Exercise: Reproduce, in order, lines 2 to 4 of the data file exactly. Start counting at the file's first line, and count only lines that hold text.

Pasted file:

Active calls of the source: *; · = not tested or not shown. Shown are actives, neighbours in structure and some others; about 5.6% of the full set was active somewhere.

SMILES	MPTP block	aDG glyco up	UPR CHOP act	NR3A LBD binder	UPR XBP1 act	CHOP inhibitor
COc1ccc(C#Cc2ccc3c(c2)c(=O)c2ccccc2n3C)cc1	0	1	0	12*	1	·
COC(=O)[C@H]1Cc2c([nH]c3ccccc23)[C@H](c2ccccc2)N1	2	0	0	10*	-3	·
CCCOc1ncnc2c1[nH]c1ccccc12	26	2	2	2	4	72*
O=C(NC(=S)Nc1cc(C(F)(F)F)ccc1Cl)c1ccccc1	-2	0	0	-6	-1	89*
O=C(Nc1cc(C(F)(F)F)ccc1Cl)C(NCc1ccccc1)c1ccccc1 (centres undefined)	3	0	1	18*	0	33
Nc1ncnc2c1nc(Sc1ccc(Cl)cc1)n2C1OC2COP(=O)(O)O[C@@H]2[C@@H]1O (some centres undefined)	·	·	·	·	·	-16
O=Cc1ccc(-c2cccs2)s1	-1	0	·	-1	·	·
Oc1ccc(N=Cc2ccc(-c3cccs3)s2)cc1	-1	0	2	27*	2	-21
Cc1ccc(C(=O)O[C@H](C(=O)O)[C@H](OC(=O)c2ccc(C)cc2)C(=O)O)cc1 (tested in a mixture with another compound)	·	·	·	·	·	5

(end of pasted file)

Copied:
SMILES	MPTP block	aDG glyco up	UPR CHOP act	NR3A LBD binder	UPR XBP1 act	CHOP inhibitor
COc1ccc(C#Cc2ccc3c(c2)c(=O)c2ccccc2n3C)cc1	0	1	0	12*	1	·
COC(=O)[C@H]1Cc2c([nH]c3ccccc23)[C@H](c2ccccc2)N1	2	0	0	10*	-3	·